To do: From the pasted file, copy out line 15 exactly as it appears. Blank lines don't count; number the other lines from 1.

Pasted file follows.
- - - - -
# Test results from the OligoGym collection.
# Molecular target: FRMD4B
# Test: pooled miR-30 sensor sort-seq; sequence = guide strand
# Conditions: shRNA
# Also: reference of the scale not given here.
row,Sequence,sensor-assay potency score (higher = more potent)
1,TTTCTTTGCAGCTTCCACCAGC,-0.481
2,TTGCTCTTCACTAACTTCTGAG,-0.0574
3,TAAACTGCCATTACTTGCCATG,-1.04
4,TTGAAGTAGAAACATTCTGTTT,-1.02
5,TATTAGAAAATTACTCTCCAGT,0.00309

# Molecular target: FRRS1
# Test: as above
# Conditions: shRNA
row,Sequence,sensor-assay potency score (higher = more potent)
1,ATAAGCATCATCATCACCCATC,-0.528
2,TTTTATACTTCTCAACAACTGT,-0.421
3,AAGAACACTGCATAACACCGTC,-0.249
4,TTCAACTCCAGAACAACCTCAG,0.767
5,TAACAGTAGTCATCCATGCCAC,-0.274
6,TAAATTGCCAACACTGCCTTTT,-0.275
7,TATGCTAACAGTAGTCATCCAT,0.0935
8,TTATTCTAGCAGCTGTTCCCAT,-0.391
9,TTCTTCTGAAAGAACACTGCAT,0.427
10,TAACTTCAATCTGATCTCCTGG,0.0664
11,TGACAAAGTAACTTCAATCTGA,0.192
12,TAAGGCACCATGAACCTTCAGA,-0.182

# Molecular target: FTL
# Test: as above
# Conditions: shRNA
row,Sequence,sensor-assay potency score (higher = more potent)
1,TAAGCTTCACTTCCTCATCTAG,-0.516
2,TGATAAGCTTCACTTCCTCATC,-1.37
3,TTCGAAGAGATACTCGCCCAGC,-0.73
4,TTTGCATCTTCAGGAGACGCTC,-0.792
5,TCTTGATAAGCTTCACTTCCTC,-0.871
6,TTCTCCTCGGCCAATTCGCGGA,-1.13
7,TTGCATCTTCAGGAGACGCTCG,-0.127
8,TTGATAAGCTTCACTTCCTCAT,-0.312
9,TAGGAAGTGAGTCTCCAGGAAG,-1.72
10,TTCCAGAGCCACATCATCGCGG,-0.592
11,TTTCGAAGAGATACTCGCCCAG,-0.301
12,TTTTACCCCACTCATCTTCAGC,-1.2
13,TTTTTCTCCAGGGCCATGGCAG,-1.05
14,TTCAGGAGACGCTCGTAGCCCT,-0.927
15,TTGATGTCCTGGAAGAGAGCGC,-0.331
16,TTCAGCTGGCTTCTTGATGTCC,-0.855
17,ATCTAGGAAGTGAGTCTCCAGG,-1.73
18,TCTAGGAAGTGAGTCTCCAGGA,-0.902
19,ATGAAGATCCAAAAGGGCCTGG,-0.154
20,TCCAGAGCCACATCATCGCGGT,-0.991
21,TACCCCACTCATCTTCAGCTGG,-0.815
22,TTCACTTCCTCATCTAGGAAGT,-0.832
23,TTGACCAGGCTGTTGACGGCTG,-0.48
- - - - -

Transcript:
row,Sequence,sensor-assay potency score (higher = more potent)